Dispute Settlement: Panel Rules Against US Steel Tariffs; Panel Established On US Upland Cotton
On 26 March, the interim panel report in the "US - Definitive Measures on Imports of Steel" was issued at the WTO, ruling against US steel tariffs. Early last year, the US imposed tariffs on most types of steel imported from, inter alia, the EU, and a number of countries in Latin America and Asia. The tariffs were ostensibly imposed to re-energise the ailing steel sector in the US. Such actions, referred to as a 'safeguard measures,' are allowed under Article 5 of the Agreement on Safeguards and Article VI of the General Agreement on Tariffs and Trade (GATT), which also detail the conditions to be met before such a measure is considered justified. According to the report, the US did not meet the conditions and had, in particular: failed to show an increase in imports (in fact, according to the complainants, there had been a decrease in steel imports in the material period); failed to adequately establish the link between imports and injury to its domestic steel industry; and had included import figures from NAFTA countries in its injury investigation even though it had excused Canada and Mexico from application of the safeguard measures.The final report of the panel is due in early May, and if the panel's findings remain unchanged, the US will be open to the imposition of sanctions of an equivalent value by the EU and the other complainants. However, the US has already indicated that it will appeal an unfavourable decision. This would protract the dispute through the end of 2003.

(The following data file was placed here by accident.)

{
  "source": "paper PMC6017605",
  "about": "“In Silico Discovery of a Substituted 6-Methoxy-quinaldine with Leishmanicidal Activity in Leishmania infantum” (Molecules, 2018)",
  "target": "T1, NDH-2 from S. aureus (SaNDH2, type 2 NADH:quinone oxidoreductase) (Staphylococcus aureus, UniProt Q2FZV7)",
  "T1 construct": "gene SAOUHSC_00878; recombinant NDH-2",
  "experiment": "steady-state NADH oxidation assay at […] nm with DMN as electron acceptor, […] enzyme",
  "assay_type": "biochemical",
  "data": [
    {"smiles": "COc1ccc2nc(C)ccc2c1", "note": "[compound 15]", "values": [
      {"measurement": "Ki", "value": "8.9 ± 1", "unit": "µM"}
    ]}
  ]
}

US upland cotton subsidies challenged
At an 18 March meeting of the WTO Dispute Settlement Body (DSB), Brazil's request for the formation of a panel in the "US - Subsidies on Upland Cotton" case (WT/DS267/7, searchable at http://docsonline.wto.org) was accepted. The US, which is the respondent, was locked into acceptance but made it clear that it would "mount a vigorous defence against the Brazilian case". According to the US, the dispute "would not give Brazil the result it is seeking". In the dispute, Brazil contends that the subsidies granted by the US government to its cotton farmers -- such as marketing loans, export credits, commodity certificates and direct payments -- are depressing world prices and are injurious to Brazilian cotton growers. Brazil claims that the cotton subsidies are exempted from the normal immunity granted under the "peace clause" of the WTO's Agreement on Agriculture (AoA), which protects countries using subsidies that comply with the Agreement from being challenged under other WTO agreements. Article 13 of the AoA exempts domestic support measures that comply with the peace clause from being challenged as illegal subsidies or as nullifying or impairing benefits normally accruing to a WTO Member through dispute settlement proceedings. This immunity, however, only applies as long as the level of domestic support for a commodity remains at or below 1992 levels. Brazil maintains that since 1992, the US has doubled the level of support to its farmers through subsidies programs.
Having endorsed the establishment of the panel at the March 18 meeting, the next step, to be finalised within 20 days, is the selection of panellists. If the parties are unable to agree on the selection -- which has been a common occurrence given the heavy-premium-nature of WTO disputes -- they are free to request the WTO Director General to do so on their behalf.
"WTO Rules Against U.S on Steel Tariff," NEW YORK TIMES, 26 March 2003. "WTO Sets Up Dispute Panel to Resolve Brazil Case Against U.S. Cotton Subsidies," WTO REPORTER, 19 March 2003.